Caudill v. Commonwealth of Kentucky, 2000-SC-0296-MR.

CourtUnited States State Supreme Court (Kentucky)
Writing for the CourtCooper
Citation120 S.W.3d 635
Docket Number2000-SC-0296-MR.,2000-SC-0297-MR.
Decision Date12 June 2003

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Supreme Court of Kentucky.
June 12, 2003.


Donna L. Boyce, Appellate Branch Manager, Frankfort, KY and Randall L. Wheeler, Assistant Public Advocate, Frankfort, COUNSEL FOR APPELLANT VIRGINIA SUSAN CAUDILL (2000-SC-0296-MR).

Julie Namkin, Assistant Public Advocate, Frankfort, KY and Shannon Dupree, Assistant Public Advocate, Frankfort, KY, COUNSEL FOR APPELLANT JOHNATHON WAYNE GOFORTH (2000-SC-0297-MR).

A. B. Chandler, III, Attorney General, Frankfort, KY and Connie Vance Malone, Michael G. Wilson, Brian T. Judy, Assistant Attorneys General Frankfort, KY, COUNSEL FOR APPELLEE COMMONWEALTH OF KENTUCKY (2000-SC-0296-MR AND 2000-SC-0297-MR).


Following a trial by jury in the Fayette Circuit Court, Appellants Virginia Susan Caudill and Johnathon Wayne Goforth were each convicted of murder, robbery in the first degree, burglary in the first degree, arson in the second degree, and tampering with

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physical evidence. Each was sentenced to death for the murder conviction and to the maximum authorized penalties for the other four convictions. Both now appeal to this Court as a matter of right, Ky. Const. § 110(2)(b), KRS 532.075(1), asserting seventyfour claims of error. For the reasons explained herein, we affirm.

Lonetta White, age 73, was bludgeoned to death in her home in Lexington, Kentucky, during the early morning hours of March 15, 1998. Her body was found in the trunk of her burning automobile in a field several miles away. Her home was ransacked and numerous items of personal property, including two guns, jewelry, and a mink coat were stolen. Appellants Caudill and Goforth admitted they were present at the commission of all of these crimes. Each, however, accused the other of murdering and robbing the victim and of setting fire to the automobile.

Caudill had been living with the victim's son, Steve White, but had moved out of his house on either March 13 or 14 following an argument concerning Caudill's drug use. Caudill went to a nearby "crack house," a residence where.drug users gathered to buy, sell, and ingest controlled substances, especially crack cocaine. There she encountered Goforth, a casual acquaintance whom she had not seen for about fifteen years. Caudill testified that, on the afternoon of March 14, Goforth gave her a ride to Mrs. White's residence and that Caudill induced White to give her twenty or thirty dollars on the pretext that she needed the money to rent a room for the night. Instead, she returned to the crack house and used the money to purchase crack cocaine. At about 3:00 a.m. on March 15, Caudill and Goforth returned to Mrs. White's residence.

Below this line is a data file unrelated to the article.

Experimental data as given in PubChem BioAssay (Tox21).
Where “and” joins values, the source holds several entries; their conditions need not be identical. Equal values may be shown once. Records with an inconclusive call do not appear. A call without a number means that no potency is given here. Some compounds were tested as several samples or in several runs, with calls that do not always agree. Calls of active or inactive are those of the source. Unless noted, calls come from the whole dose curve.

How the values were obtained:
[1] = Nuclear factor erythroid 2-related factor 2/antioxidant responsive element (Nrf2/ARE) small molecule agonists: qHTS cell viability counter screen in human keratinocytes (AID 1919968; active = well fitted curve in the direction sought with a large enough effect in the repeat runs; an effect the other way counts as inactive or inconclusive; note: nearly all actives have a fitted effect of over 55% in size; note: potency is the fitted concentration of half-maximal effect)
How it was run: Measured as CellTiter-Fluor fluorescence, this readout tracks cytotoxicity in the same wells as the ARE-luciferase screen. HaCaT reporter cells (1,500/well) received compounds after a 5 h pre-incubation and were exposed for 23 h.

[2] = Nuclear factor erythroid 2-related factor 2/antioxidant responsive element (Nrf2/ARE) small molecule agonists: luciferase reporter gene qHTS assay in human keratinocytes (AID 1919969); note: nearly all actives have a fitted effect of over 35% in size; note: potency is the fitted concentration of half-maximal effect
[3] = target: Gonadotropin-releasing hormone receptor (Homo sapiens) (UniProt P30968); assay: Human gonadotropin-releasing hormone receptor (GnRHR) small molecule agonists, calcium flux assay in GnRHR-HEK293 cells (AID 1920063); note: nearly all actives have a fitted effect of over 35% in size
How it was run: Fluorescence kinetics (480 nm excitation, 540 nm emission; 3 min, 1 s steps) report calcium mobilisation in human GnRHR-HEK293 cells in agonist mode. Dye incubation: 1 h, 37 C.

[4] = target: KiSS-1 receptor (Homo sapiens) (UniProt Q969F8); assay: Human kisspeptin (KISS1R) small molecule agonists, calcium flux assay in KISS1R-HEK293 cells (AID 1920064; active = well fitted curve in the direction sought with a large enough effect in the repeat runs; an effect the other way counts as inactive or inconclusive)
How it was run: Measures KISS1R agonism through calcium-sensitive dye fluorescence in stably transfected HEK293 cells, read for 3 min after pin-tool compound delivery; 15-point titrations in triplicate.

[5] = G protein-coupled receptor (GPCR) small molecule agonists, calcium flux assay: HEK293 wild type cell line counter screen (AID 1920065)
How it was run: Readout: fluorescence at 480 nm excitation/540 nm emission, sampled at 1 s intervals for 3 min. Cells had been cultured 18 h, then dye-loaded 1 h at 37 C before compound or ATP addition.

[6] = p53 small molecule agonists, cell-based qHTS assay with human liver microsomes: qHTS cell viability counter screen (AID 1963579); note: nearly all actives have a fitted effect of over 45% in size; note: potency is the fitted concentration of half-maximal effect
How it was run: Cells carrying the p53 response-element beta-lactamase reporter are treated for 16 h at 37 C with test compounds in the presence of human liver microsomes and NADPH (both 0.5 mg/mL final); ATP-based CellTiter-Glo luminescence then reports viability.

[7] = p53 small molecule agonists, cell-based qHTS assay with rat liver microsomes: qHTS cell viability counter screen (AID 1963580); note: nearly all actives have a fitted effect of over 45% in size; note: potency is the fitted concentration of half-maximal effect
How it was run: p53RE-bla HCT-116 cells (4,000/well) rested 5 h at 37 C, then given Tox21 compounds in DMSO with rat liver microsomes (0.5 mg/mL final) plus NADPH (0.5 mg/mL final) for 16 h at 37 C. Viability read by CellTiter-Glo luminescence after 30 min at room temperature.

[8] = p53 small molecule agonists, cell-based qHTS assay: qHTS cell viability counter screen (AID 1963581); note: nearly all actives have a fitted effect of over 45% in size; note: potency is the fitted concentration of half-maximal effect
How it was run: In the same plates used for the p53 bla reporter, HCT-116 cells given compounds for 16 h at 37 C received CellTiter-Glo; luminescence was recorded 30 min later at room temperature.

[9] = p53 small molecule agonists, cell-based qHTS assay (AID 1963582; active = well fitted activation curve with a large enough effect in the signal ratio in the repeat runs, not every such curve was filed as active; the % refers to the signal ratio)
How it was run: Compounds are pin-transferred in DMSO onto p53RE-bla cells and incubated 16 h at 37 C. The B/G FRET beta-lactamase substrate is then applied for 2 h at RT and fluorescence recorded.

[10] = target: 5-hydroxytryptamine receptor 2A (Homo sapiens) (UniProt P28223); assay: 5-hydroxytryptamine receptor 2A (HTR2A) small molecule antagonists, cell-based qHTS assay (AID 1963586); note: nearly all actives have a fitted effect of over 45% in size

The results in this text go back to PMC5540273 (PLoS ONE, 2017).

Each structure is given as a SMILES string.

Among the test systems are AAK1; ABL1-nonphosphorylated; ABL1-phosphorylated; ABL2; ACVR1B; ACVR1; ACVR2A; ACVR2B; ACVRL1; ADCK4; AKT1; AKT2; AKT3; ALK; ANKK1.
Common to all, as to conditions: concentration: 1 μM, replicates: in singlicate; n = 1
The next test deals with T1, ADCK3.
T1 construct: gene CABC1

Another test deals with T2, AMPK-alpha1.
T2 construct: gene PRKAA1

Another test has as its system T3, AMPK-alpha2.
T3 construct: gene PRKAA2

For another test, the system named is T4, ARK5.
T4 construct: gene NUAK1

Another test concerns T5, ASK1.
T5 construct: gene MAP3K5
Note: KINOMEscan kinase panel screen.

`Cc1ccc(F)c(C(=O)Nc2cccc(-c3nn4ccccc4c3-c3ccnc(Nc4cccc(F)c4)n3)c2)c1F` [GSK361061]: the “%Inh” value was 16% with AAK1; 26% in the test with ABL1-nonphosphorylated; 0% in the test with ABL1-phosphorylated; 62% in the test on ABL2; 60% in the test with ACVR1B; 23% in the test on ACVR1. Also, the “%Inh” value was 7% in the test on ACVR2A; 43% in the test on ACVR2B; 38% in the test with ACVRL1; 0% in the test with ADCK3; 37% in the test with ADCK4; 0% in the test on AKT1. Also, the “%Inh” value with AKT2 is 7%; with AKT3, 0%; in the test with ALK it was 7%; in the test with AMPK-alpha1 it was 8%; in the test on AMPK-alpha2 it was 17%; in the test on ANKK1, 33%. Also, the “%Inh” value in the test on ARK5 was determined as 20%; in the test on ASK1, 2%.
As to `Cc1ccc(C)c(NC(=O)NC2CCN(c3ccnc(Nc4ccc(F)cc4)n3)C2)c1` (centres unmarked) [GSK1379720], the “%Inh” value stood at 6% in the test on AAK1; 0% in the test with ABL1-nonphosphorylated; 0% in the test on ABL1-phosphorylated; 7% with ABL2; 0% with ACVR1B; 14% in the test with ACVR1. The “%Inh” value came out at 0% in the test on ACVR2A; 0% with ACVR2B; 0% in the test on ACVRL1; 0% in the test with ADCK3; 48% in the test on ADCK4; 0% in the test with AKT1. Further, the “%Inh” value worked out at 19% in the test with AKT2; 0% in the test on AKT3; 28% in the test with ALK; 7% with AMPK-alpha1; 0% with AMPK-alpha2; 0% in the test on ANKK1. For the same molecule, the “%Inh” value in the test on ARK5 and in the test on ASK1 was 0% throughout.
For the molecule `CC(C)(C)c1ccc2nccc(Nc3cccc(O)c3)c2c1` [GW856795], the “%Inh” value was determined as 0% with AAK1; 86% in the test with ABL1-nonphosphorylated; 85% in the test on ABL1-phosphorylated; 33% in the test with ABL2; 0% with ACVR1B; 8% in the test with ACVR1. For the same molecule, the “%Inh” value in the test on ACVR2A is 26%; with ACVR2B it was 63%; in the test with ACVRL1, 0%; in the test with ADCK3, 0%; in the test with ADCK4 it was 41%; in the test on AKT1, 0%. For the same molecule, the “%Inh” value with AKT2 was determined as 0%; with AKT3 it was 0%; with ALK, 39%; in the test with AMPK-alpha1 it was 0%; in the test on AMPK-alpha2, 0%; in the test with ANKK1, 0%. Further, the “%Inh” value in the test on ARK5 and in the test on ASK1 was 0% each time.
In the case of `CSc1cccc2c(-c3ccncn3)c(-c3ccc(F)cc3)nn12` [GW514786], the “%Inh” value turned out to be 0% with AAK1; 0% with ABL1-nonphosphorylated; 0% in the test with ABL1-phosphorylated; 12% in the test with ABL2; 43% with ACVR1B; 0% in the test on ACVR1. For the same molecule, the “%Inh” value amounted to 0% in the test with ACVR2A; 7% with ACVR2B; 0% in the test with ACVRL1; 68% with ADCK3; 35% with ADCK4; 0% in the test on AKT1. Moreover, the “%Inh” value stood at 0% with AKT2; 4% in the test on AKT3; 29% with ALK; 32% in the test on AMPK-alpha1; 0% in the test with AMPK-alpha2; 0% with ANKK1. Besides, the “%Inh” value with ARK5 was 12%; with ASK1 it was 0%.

According to Caudill, she went to the door and told Mrs. White that she needed more money for the room rental. Goforth remained out of sight near the garage. When Mrs. White turned away to retrieve the money, Goforth burst through the door and

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attacked her without warning. Caudill did not identify the weapon used by Goforth but remembered that, during the course of the attack, Mrs. White pleaded with her to "please help me, Virginia." Goforth then took Caudill to a bedroom and bound her hands together. After killing White, Goforth ransacked the residence, loaded the jewelry, guns, and mink coat into his pickup truck, and wrapped the body in a carpet. He then prevailed upon Caudill to help him carry the body to the garage and load it into the trunk of Mrs. White's automobile. The two then drove both vehicles to a vacant field where Goforth doused Mrs. White's vehicle with gasoline and set it afire.

According to Goforth, Caudill induced Mrs. White to admit them into her residence under the pretext that they were having car trouble and needed to use White's telephone. Once inside, Caudill demanded that Mrs. White give her some money. When White refused, Caudill unexpectedly produced a roofer's hammer that she had surreptitiously removed from Goforth's pickup truck and struck White in the back of the head with full force. When Goforth asked Caudill why she had struck Mrs. White, Caudill struck her again. As Caudill continued to bludgeon the victim with the hammer, Goforth went into the living room, sat down on a sofa, and pondered what he should do next. Caudill ransacked the victim's residence and loaded the stolen property into Goforth's pickup truck. She wrapped Mrs. White's body in the carpet. At Caudill's request, Goforth helped carry the body to the garage and load it into the trunk of White's automobile. They then drove both vehicles to a vacant field where Caudill doused White's automobile with gasoline and set it afire.